Those in the preservation community say it's better, in terms of time and money, to have proper protocols in place up front. (Too often this doesn't happen.) “It's a different budget and model when it's done later,” says Lance Podell, senior vice president at Iron Mountain Entertainment Services, a storage and catering company of data. “Going back and making something searchable, retrievable, and localizable is a more expensive and time-consuming process than if you had done it from the start. And there is a loss of institutional memory, because the people involved in the creation of the works are often no longer there.

The SciTech Council of the Academy of Motion Picture Arts and Sciences has been concerned about this issue for years. Still, Andy Maltz, co-author of the council's reports on the subject and now director of the consultancy General Intelligence, notes that the situation “is not as dire as it was, the industry is is really mobilized.” This includes the development and increasing use of the Academy color coding system, used to communicate colors and other information.

Andrea Kalas, Paramount's senior vice president of asset management, who leads the SciTech Council's preservation initiatives, points out that the best practice for preserving a film shot digitally is “to have a copy of that final film in the best resolution possible, in the widest color gamut. , so you have the most original material associated with this film. She adds: “If you're moving your files to any infrastructure, whether it's a data center or a cloud array, people think about storage policies like keeping multiple copies. There are also people who choose to store things offline, like on LTOs, referring to a tape format that has been used for decades. The good old – and time-tested – film also remains in use.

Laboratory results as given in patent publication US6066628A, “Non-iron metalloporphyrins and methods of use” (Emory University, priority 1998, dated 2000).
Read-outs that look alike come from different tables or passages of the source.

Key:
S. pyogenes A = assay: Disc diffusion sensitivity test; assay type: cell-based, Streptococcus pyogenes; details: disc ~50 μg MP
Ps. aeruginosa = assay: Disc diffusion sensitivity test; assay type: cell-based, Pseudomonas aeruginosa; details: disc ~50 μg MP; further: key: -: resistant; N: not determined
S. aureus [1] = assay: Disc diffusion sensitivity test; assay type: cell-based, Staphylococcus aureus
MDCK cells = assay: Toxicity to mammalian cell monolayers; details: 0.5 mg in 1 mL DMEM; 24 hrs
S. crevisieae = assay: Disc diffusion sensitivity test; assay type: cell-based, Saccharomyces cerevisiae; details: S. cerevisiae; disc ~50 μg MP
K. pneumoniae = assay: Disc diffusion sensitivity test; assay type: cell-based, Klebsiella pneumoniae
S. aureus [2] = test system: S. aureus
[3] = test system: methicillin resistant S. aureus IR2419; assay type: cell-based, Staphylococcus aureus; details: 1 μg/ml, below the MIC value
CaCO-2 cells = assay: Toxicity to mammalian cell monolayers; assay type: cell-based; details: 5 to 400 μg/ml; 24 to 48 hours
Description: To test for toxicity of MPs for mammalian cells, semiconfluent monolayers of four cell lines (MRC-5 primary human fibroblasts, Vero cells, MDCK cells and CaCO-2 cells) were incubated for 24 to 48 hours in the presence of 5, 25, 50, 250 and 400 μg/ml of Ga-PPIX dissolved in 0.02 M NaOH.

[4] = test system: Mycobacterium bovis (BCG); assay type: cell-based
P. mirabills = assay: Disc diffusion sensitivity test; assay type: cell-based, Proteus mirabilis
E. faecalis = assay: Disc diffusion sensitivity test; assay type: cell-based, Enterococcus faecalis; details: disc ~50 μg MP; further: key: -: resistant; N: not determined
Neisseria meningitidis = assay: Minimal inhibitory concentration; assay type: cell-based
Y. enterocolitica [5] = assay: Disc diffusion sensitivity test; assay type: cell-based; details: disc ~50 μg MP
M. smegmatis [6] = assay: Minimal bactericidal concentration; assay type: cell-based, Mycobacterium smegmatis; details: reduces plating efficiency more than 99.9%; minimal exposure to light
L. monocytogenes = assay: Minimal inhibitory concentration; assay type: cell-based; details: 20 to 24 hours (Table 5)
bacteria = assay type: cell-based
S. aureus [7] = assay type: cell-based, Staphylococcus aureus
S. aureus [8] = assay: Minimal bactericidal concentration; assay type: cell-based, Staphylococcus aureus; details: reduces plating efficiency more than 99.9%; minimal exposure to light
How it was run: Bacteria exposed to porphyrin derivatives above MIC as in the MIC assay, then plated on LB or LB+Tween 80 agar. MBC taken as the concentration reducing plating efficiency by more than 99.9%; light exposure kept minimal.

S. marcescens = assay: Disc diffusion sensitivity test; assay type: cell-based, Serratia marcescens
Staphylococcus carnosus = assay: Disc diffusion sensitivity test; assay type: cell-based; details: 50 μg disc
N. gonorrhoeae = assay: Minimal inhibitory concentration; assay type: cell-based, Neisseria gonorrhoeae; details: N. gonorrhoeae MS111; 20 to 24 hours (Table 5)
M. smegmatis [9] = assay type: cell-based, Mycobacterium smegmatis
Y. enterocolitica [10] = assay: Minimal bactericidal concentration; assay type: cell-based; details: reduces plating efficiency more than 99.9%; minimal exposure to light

Maltz cautions that with the nature of digital, preservation efforts cannot stop. “The data you protect requires consistent migration. You really can never take your eyes off the digital ball. That's why you have backups, it can happen at any time. The chances are pretty low [of losing a film] – but there are still chances.

Migration is also necessary as file formats evolve. “If you have a Zip drive containing TARGA files, do you know how to open them today? » asks Alex Forsythe, director of imaging technology at AMPAS, referring to a file typology from the 1980s that has since been eclipsed by newer, more efficient methodologies. “I don't think anyone expects these file formats to last a dozen years, let alone 50.”

Some conservatives are more optimistic. Larry Blake, longtime sound supervisor and postproduction advisor to Steven Soderbergh, who is writing a book on digital preservation issues, believes concerns about changing formats are overblown. “I have no fear that the Library of Congress won't have the intelligence to decipher in a century,” he said. “Whatever the change in standards, the DCP [a standardized file package format] isn't going to go away,” adding, “Also, there are other ways to survive cockroaches, such as keeping an image sequence of 150,000 TIFF files, numbered in order, for the image, then a sequence corresponding broadcast wave sounds for audio. . You give that to any archive and it's game, set, match.

Experts hope that evolving technology will help more than hinder, often emphasizing the idea that artificial intelligence could soon aid rediscovery. “It would be a game changer,” says Arthur Forney, head of postproduction at Wolf Entertainment. His colleague Mark Dragin, supervising producer of three of the company's films Law and order series, notes that Special Victims Unit began in 1999 and was shot on film, so shooting a flashback — for example, of star Mariska Hargitay pursuing an old case — can be laborious, especially if it's an excerpt. He says: “It might make it quicker to find that needle in a haystack.” »

This story first appeared in the March 14 issue of The Hollywood Reporter magazine. Click here to subscribe.